A curious question on a geology final

Published on 2024-02-28

Last semester I took a course on geology. Would have been a big mistake had it not been a requirement for my environmental science program. I get why, but geology is a short road to extractivism.

In this spirit, I want to talk about a really, really interesting question on my geology final. I don't know if I got it right. I'll never know. I sat there for a good ten minutes during the final thinking about it, and it's been on my mind ever since.

It went something like this:

In the short term, natural gas will be necessary to a successful energy transition because:

  • The question is wrong. We could stop using natural gas if we wanted
  • It is critical to the production of industrial quantities of hydrogen for use in hydrogen energy

It was a multiple choice question. There were two other options that didn't make sense, so it really came down to this.

My professor, for context, is a big fan of hydrogen energy. I don't know exactly how I feel about hydrogen. It's not non-renewable. There's clean ways of doing hydrogen, and there's dirty ways of doing hydrogen. Green hydrogen is becoming more viable, but importantly, my professor is a lot less interested in green hydrogen than he is in retrofitting existing extraction technologies to dig it out of the ground.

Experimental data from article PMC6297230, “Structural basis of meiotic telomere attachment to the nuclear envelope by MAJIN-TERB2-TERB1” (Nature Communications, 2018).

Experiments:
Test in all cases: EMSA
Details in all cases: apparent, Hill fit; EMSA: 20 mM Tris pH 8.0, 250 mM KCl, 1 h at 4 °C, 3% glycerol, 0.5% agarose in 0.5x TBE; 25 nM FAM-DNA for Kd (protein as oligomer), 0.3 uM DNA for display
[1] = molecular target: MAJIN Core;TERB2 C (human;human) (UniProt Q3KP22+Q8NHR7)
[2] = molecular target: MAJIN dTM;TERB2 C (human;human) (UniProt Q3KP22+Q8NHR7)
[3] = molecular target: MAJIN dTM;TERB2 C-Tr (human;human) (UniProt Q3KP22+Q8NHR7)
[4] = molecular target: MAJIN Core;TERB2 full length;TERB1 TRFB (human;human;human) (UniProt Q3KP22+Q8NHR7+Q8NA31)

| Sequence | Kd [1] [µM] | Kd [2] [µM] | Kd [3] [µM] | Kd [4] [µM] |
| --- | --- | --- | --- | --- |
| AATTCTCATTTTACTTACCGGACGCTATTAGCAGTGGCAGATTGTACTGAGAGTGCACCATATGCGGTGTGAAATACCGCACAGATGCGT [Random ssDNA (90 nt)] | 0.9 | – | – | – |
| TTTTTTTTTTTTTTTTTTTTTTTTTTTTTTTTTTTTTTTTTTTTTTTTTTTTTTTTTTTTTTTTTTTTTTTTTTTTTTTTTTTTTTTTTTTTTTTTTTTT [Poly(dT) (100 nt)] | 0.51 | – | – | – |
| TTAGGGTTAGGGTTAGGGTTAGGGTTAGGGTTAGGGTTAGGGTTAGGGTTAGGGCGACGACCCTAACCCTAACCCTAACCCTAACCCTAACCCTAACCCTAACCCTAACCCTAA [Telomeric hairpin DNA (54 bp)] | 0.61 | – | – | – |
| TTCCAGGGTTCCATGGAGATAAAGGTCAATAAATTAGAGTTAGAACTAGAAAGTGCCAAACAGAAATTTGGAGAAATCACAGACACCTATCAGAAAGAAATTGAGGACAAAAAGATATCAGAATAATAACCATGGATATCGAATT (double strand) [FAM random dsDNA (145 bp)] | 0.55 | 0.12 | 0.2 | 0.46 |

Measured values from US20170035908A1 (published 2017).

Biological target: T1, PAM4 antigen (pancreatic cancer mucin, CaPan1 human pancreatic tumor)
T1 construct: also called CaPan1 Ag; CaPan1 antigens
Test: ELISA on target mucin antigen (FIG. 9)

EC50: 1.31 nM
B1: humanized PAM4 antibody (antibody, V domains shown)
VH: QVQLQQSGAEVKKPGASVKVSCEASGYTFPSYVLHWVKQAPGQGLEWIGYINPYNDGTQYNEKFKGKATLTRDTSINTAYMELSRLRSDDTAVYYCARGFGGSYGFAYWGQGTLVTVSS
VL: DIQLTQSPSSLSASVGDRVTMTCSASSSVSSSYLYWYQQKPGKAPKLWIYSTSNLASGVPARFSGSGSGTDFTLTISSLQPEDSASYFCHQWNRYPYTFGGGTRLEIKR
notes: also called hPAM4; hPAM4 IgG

So as I was sitting there I was dealing with a bit of a prisoner's dilemma-type scenario. I know we could stop using natural gas whenever we want. It'd hurt, surely, but I personally don't believe there is an energy transition that doesn't hurt. We are living violently outside our means. Not to mention, natural gas isn't the only source of energy we rely on. It's substantial, but doing away with natural gas alone would be fairly restrained as far as degrowth goes.

The thing is, I'm a degrowther. I believe these things because I'm a degrowther. Degrowth is a conceivable and desirable option to me. My professor is not. His entire academic career is based around finding ways to perpetuate growth in a world where growth is becoming less and less of an option. Degrowth is not a conceivable option.

In the end, I went with "we can stop using natural gas if we wanted" both as a motivated, "political" choice and because it is literally true. Hydrogen is obviously not the only path forward in the energy transition. It's not even the most energy-maximalistic one. I certainly think my professor believes hydrogen is the best way forward. He might even think it's the only realistic way forward. And he's got a PhD in this stuff; I'm not going to pretend I know more than him about geology. But ultimately it is just a matter of opinion. He asked a opinionated multiple choice question and I gave a opinionated answer.

If we're to assume the answer was indeed that we need natural gas for hydrogen, I think that's pretty interesting. The question pre-supposes that hydrogen is strictly necessary in the short term for a successful energy transition, which is a strange supposition to make.

I don't know. I guess there isn't really a big point to this piece or anything. Except, maybe, that it's interesting how we take some of the things we believe for granted. I know I certainly do. Those kinds of implicit assumptions can have all kinds of effects on the ways we communicate. That probably deserves its own article. In time.

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